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The opioid crisis is sending a record number of kids into foster care



About 78 Americans die every day from an opioid overdose.

Janet Siemer is a nurse and single mother from Ohio, one of the states hit hardest by the opioid crisis. Thousands of children get trapped inside the states foster care system waiting to be adopted or turned back over to their parents once they get sober.

Siemer adopted two young children named Landon and Mi after fostering them for two years.

“The reason I became a foster parent is I saw every day how heroin affects families and there were children in need of foster care,” said Janet. “But also because I love children, so why not?”

When she first met Landon, he had already spent the first seven weeks of his life in a hospital recovering from addiction.

“He had all the symptoms. The diarrhea. The vomiting. The sensitivity to light. So it was quite a challenge the first three nights. He would wake up screaming. I'd comfort him and he'd fall asleep for five minutes. And then he'd wake up again. After the first night I thought, 'Oh my gosh, what am I getting myself into?'” she told WKRC News.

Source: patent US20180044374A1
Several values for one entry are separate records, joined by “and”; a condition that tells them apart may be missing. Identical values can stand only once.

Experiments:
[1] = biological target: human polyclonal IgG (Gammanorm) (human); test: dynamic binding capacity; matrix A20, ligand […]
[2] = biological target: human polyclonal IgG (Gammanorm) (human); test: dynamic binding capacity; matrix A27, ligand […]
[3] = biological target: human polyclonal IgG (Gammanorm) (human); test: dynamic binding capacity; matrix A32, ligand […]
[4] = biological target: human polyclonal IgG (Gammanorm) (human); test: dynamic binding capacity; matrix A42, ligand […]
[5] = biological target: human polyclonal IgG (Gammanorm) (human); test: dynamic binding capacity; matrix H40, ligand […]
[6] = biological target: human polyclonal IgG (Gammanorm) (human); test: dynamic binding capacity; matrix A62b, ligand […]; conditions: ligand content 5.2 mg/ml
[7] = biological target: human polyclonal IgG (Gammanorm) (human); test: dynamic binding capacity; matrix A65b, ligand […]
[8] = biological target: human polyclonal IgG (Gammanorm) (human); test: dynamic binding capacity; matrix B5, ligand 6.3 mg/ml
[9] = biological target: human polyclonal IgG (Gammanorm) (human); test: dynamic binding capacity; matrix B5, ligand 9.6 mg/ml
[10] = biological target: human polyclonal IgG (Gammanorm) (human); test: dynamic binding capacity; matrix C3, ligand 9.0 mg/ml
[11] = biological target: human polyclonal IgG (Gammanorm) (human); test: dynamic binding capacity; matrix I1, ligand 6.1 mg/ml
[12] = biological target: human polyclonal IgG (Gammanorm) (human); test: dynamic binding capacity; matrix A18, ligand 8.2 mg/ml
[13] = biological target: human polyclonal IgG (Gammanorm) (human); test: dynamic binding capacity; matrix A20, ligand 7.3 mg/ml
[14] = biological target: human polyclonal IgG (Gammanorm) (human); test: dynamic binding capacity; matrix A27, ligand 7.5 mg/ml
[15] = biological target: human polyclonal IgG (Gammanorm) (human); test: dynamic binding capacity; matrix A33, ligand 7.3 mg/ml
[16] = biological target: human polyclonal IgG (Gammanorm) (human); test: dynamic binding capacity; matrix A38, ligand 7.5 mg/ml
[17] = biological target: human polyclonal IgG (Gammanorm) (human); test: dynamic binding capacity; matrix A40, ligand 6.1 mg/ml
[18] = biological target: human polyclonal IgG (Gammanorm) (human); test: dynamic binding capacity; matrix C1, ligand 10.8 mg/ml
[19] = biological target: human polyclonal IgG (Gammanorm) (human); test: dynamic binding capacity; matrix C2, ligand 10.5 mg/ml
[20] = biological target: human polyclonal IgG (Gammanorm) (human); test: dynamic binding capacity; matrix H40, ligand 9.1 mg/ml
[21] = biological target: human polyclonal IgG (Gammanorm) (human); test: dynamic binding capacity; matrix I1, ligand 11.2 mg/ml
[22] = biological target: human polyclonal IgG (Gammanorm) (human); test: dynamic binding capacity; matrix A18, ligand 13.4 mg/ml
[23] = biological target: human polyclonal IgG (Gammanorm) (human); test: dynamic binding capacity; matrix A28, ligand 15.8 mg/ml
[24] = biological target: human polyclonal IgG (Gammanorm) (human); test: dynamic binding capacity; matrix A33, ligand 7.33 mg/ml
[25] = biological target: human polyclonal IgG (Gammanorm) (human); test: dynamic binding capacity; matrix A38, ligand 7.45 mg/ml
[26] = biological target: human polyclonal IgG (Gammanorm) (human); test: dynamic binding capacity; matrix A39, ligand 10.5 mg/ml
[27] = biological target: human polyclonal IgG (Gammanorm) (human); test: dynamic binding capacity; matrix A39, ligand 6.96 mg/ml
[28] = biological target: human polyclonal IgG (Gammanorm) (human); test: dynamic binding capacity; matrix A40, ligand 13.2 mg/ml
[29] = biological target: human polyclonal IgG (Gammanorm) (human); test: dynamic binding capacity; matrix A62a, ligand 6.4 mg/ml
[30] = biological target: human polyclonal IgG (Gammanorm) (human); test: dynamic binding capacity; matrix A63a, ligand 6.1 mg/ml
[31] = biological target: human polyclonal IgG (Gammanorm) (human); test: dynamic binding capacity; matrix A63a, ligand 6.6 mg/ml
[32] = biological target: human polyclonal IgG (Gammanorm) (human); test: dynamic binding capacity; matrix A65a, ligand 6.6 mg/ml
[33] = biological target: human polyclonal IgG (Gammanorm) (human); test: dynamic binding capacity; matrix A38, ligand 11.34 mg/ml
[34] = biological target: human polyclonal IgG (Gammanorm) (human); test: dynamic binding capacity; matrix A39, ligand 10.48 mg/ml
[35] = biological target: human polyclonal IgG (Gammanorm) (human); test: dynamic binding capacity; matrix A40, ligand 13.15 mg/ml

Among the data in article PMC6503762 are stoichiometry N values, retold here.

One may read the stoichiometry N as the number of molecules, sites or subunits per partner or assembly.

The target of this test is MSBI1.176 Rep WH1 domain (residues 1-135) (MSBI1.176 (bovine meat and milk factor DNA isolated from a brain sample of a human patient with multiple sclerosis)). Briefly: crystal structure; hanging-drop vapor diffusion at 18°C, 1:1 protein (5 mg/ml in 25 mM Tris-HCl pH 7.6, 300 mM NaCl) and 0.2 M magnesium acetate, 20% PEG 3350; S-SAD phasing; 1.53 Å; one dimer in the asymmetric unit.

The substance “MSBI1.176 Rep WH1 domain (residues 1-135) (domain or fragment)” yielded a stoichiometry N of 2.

A few months later she brought home Makayla, who was also a heroin baby, but in better shape at birth. Both children were taken from their birth parents because of drug related problems.

Landon and Makayla are not biologically related, but thanks to Siemer, the three are now officially a family.

The goal of the court system and the foster care system is to ultimately return foster children to their birth parents. But according to Jessica Parks of the Necco Foster Care Agency, the reality is that because of the growing heroin epidemic, it doesn't happen that way as often anymore.

“I've been in this field 14 years and this is something we've never seen. In fact, we expected it to take a different turn, almost a decline in foster care, but now the numbers continue to rise daily."

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